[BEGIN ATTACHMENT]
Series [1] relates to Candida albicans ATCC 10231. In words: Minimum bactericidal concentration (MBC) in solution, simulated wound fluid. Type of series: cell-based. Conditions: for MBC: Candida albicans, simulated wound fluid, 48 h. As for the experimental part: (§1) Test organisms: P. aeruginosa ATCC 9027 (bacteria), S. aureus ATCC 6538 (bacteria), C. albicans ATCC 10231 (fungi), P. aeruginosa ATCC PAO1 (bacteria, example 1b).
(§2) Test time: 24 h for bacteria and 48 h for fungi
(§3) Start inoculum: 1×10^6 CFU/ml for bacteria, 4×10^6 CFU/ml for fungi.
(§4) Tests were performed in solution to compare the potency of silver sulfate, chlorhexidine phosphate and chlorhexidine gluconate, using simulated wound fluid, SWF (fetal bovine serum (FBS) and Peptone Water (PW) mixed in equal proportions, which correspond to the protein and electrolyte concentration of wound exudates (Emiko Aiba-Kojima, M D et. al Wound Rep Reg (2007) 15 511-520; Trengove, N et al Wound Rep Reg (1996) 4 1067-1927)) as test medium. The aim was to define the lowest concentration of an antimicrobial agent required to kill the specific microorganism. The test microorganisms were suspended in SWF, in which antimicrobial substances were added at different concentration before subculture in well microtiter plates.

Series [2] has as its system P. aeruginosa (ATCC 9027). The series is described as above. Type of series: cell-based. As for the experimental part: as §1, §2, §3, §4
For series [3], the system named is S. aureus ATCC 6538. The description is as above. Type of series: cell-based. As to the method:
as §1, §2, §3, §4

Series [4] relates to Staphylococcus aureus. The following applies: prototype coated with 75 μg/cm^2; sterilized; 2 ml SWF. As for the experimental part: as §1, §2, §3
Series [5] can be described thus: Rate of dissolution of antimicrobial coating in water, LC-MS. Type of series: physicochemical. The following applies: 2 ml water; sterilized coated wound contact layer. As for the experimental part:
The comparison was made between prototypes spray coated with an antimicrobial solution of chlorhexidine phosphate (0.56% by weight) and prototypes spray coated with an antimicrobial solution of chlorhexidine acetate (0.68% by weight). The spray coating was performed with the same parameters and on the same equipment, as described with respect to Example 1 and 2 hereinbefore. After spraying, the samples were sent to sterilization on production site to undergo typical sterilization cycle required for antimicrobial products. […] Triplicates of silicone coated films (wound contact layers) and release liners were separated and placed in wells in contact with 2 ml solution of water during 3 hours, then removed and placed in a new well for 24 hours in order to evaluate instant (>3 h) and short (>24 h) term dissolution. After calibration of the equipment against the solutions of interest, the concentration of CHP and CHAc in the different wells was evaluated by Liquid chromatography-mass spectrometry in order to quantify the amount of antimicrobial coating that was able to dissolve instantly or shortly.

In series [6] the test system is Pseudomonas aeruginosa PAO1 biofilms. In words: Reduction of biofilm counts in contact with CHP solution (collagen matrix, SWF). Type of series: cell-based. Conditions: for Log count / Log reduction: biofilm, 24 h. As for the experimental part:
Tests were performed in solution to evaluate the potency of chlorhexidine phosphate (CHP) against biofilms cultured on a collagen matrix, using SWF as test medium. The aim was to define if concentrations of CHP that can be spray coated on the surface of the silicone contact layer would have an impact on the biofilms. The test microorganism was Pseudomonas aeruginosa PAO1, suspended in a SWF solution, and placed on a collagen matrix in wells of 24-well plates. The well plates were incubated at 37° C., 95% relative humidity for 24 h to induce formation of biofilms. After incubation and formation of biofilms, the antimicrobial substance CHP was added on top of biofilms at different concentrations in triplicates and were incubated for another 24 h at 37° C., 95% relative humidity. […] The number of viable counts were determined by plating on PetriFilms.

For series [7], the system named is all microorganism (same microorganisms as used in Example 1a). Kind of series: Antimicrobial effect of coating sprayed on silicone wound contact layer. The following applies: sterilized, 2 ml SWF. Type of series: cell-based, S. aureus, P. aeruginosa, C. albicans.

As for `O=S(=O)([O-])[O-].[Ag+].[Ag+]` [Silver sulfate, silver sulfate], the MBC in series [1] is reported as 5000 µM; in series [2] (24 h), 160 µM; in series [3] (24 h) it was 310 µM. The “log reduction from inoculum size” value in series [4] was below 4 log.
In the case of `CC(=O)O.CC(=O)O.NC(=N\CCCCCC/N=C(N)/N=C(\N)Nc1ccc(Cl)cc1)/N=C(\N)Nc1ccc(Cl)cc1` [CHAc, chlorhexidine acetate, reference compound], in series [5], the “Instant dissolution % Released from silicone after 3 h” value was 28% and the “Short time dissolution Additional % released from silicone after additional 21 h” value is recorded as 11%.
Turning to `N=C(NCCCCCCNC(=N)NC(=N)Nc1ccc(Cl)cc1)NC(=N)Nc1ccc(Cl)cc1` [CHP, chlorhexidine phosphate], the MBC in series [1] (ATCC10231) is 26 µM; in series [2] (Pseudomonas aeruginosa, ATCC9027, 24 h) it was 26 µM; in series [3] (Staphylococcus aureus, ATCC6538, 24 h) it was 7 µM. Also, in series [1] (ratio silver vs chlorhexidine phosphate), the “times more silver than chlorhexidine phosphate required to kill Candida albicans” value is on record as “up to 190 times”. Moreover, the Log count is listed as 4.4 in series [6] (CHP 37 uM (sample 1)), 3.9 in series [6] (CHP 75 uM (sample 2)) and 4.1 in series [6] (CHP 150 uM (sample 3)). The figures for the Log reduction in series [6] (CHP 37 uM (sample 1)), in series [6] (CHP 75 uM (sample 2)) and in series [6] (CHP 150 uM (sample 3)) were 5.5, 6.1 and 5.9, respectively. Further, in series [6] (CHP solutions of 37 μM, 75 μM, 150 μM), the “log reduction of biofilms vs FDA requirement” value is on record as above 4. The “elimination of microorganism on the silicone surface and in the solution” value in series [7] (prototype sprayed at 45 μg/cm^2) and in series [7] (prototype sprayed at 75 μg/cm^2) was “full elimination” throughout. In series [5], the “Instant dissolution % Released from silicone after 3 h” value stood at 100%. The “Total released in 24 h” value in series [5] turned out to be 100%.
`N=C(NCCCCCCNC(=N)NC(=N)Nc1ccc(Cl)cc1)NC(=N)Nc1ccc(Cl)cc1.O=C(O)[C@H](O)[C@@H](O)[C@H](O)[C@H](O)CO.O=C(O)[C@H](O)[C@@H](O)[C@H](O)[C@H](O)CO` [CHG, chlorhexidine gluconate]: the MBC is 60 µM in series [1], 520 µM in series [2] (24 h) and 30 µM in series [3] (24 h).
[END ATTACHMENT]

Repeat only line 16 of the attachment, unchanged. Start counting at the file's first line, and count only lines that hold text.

Turning to `N=C(NCCCCCCNC(=N)NC(=N)Nc1ccc(Cl)cc1)NC(=N)Nc1ccc(Cl)cc1` [CHP, chlorhexidine phosphate], the MBC in series [1] (ATCC10231) is 26 µM; in series [2] (Pseudomonas aeruginosa, ATCC9027, 24 h) it was 26 µM; in series [3] (Staphylococcus aureus, ATCC6538, 24 h) it was 7 µM. Also, in series [1] (ratio silver vs chlorhexidine phosphate), the “times more silver than chlorhexidine phosphate required to kill Candida albicans” value is on record as “up to 190 times”. Moreover, the Log count is listed as 4.4 in series [6] (CHP 37 uM (sample 1)), 3.9 in series [6] (CHP 75 uM (sample 2)) and 4.1 in series [6] (CHP 150 uM (sample 3)). The figures for the Log reduction in series [6] (CHP 37 uM (sample 1)), in series [6] (CHP 75 uM (sample 2)) and in series [6] (CHP 150 uM (sample 3)) were 5.5, 6.1 and 5.9, respectively. Further, in series [6] (CHP solutions of 37 μM, 75 μM, 150 μM), the “log reduction of biofilms vs FDA requirement” value is on record as above 4. The “elimination of microorganism on the silicone surface and in the solution” value in series [7] (prototype sprayed at 45 μg/cm^2) and in series [7] (prototype sprayed at 75 μg/cm^2) was “full elimination” throughout. In series [5], the “Instant dissolution % Released from silicone after 3 h” value stood at 100%. The “Total released in 24 h” value in series [5] turned out to be 100%.